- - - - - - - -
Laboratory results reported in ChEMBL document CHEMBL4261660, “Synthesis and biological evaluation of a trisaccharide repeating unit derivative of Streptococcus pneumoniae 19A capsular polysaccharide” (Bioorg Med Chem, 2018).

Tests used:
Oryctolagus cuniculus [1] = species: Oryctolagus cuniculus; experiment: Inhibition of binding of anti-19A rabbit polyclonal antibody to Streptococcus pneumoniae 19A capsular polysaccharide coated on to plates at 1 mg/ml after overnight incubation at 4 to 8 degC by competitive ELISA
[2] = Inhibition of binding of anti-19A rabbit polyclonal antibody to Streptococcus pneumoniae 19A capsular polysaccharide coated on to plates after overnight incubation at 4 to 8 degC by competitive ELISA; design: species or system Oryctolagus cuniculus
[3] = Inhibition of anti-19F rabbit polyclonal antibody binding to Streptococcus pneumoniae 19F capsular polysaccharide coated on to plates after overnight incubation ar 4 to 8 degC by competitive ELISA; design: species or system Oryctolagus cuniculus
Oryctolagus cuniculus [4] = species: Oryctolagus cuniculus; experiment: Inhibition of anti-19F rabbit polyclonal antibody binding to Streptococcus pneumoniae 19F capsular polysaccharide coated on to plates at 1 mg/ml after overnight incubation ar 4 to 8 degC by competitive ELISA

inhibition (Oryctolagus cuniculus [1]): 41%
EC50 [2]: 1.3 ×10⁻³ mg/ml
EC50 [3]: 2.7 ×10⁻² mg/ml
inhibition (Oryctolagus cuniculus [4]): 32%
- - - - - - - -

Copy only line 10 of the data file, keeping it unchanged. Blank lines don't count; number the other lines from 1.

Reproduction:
inhibition (Oryctolagus cuniculus [4]): 32%